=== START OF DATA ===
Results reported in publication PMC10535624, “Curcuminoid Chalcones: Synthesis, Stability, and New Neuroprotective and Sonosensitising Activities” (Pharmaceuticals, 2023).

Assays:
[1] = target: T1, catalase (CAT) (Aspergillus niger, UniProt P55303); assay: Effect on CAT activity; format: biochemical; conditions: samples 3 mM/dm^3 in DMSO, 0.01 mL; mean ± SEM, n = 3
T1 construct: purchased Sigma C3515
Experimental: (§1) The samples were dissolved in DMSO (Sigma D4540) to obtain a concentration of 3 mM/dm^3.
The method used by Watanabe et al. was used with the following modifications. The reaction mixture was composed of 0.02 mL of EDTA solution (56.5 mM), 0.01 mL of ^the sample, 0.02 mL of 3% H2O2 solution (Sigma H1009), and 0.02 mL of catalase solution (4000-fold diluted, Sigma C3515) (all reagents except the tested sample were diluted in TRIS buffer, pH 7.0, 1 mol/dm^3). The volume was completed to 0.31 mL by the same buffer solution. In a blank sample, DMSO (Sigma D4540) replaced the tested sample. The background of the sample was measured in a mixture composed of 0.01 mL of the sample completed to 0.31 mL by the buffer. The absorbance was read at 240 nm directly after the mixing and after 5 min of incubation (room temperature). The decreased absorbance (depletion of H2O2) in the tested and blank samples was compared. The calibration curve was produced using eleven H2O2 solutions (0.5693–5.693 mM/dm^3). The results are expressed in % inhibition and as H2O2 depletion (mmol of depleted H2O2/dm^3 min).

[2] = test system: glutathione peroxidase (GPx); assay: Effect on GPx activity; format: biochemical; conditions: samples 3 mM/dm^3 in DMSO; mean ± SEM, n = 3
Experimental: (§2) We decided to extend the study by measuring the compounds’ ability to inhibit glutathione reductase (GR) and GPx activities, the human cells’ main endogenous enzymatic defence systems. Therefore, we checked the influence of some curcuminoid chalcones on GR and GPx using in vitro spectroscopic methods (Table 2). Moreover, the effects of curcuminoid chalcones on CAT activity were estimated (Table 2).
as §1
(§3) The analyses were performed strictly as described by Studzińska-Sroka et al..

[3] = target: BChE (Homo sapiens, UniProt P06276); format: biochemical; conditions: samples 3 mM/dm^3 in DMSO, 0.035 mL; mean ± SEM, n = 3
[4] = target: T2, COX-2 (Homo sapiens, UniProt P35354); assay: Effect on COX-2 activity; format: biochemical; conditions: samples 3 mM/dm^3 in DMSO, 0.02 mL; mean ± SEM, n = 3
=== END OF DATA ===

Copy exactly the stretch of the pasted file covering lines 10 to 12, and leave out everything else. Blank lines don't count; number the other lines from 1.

(§3) The analyses were performed strictly as described by Studzińska-Sroka et al..

[3] = target: BChE (Homo sapiens, UniProt P06276); format: biochemical; conditions: samples 3 mM/dm^3 in DMSO, 0.035 mL; mean ± SEM, n = 3
[4] = target: T2, COX-2 (Homo sapiens, UniProt P35354); assay: Effect on COX-2 activity; format: biochemical; conditions: samples 3 mM/dm^3 in DMSO, 0.02 mL; mean ± SEM, n = 3